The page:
Nomiya didn’t have a full liquor license when it opened, but because the restaurant was able to serve beer and wine, beverage director Julie Basem cleverly built a list of gentler cocktails based on soju, the Korean-style rice wine, to go with the sushi and other Japanese and Korean plates that chef James Choi put together.

On one late afternoon, western sunlight spilled across Nomiya’s patio and through to the curved, granite-and-hickory bar, illuminating some of those bottles of sake and soju. Bartender Scott Macchio strained some of the rice wine into a rocks glass with lemon juice for a citrusy East Asian spin on a sour. A maki roll arrived literally on fire, wrapped in foil and enveloped in blue flames. (The whistling it makes is sesame oil smoldering along the roll’s base.) When the sizzle died down and we unwrapped the roll, each slice was smoky and lightly charred, fire as an ingredient.

The happy hour menu at Nomiya is a treasure trove of $8 snacks, such as Korean-style wings and shrimp tempura, but throughout the day, shoppers trickle in for sushi, pillowy gyoza, Korean-style wings and the Avocado Bomb, a theatrical tartare-meets-guacamole creation of avocado wisps layered into armor around bluefin tuna—food that doesn’t lull you to sleep, but provides just enough fuel for the rest of the evening, or another bout of shopping.

As the specter of recession hovers, the allure of happy hour grows. The term is most heavily searched from Washington, D.C., and Hawaii, according to Google Trends, but just a few months ago an intrepid Long Islander founded a local Facebook group, Happy Hour Long Island, that has grown quickly as people share menus and deals with one another: $6 margaritas, $8 filet mignon skewers, $7 flatbreads, half-price martinis.

Comfort food has long reigned at South Shore Dive in West Sayville—think off-beat takes on mac-and-cheese, poutine and wings—but once a month the happy hour is particularly epic. Local oyster farmers such as Thatch Island Oysters or Deep Water Oyster Co. live-shuck for revelers, who cluster in the bar room, sipping fro- zen Lolas (a lavender-infused margarita) or pints of IPA.

The Midnight Bramble cocktail at South Shore Dive in West...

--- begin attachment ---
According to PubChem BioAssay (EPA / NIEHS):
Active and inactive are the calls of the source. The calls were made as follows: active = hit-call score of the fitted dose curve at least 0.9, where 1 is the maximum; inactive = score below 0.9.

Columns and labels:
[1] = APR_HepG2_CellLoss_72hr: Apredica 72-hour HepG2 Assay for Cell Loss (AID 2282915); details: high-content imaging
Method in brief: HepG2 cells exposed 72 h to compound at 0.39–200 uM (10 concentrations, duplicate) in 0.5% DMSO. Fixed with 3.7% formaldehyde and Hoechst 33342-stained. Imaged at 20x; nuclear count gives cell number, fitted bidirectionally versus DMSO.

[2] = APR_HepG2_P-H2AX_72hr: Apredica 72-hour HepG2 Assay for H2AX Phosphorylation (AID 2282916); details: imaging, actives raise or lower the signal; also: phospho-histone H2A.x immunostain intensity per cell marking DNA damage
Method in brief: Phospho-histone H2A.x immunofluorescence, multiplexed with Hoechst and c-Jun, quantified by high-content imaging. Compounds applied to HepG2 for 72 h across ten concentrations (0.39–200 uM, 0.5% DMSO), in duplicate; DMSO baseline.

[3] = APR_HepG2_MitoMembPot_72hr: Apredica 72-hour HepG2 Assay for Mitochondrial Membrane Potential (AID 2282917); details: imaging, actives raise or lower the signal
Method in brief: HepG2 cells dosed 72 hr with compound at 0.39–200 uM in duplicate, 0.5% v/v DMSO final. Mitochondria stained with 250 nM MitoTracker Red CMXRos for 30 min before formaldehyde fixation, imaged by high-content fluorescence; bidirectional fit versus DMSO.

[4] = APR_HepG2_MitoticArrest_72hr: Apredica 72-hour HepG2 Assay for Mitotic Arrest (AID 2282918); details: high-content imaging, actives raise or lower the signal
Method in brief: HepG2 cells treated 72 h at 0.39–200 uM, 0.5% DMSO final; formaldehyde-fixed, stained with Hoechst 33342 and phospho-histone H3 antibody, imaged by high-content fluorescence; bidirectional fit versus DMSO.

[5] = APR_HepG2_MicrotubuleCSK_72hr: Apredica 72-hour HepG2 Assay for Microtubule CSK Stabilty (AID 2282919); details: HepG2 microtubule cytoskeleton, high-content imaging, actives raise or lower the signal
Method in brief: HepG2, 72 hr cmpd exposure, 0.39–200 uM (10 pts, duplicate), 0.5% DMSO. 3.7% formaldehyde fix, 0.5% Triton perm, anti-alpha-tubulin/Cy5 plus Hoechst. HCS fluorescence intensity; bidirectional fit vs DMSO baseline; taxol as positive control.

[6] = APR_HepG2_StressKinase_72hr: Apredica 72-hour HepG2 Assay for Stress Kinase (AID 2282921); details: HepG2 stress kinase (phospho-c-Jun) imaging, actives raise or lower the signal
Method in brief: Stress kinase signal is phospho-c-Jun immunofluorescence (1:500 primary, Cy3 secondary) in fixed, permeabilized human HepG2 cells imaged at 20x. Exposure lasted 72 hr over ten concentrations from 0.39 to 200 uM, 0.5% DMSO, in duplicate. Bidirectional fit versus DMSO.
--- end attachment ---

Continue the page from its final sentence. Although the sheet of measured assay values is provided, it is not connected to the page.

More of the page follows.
The Midnight Bramble cocktail at South Shore Dive in West Sayville. Credit: Noah Fecks

While happy hour at South Shore Dive is relegated to the late afternoon, other bars have been expanding its bounds for a long while: From late afternoon to all afternoon, from late in the day to all day and some- times even late at night, as at Prime 39 in Lynbrook.

“We play a little lounge music and stay open ’til 2 a.m., so people can come in and sample different cocktails and some of our small bites,” said Bryant Postell about Prime Afterdark. Along with partners Rick Riddick, Neil Bailey and Rocky Jenkins, he opened Prime 39 in 2021. “It was an opportunity to draw people in later on.”

When Prime 39 first opened, COVID was still raging and the partners kept the bar seats closed. Once they reopened, the late afternoon became a magnet for a crowd who arrived for frosé, jewel-colored Fenty cocktails (a dragon-fruit, rum and lime drink named for Rihanna’s beauty brand), lamb lollipops dusted with jerk spices and sweet-potato deviled eggs. “Sometimes I sit at the bar and strike up conversations with people, and am able to network,” said Postell. “You see people forging new friendships.”

Black eyed pea hummus at Prime 39 in Lynbrook.

Black eyed pea hummus at Prime 39 in Lynbrook. Credit: Noah Fecks

One of the delicious beauties of happy hour, as Postell and other owners know, is the ability to slip into a place alone and leave with a new friend or acquaintance. To stay as long as you want, resting your elbows on the bar’s curved molding to try and catch the bartender’s eye as she shakes one drink and strains another, the clock hands nearing 6, the volume rising: shouted orders and peals of the phone, the crackle of ice being scooped into glasses over and over.

At Lala’s in Bay Shore, at Little Mexico in Medford, at Da Nicola in Hewlett, where the bar pies are $9 and in the corner near the window, an acoustic guitarist eases into the opening chords of a Simon & Garfunkel classic: “And here’s to you, Mrs. Robinson / Jesus loves you more than you will know / Whoa, whoa, whoa.”

It’s always 5 o’clock somewhere, and that somewhere is here. “What can I get for you?” asked the bartender.

The details

BAR PLANCHA: 931 Franklin Ave., Garden City; 516-246-9459, barplancha.com

DA NICOLA:1203 Broadway, Hewlett; 516-812-5155, danicolahewlett.com

LALA’S: 25 Bayview Ave., Bay Shore; 631-206-0420, lalaslounge.com

LITTLE MEXICO: 3253 Horseblock Rd., Medford; 631-730-8199, littlemexico-restaurant.com

NOMIYA: Roosevelt Field, 630 Old Country Rd., Garden City; nomiyastation.com

PRIME 39: 39 Atlantic Ave., Lynbrook; 516-837-3939, prime39.com

SOUTH SHORE DIVE: 65 Main St., West Sayville; 631-218-6500, southshoredive.com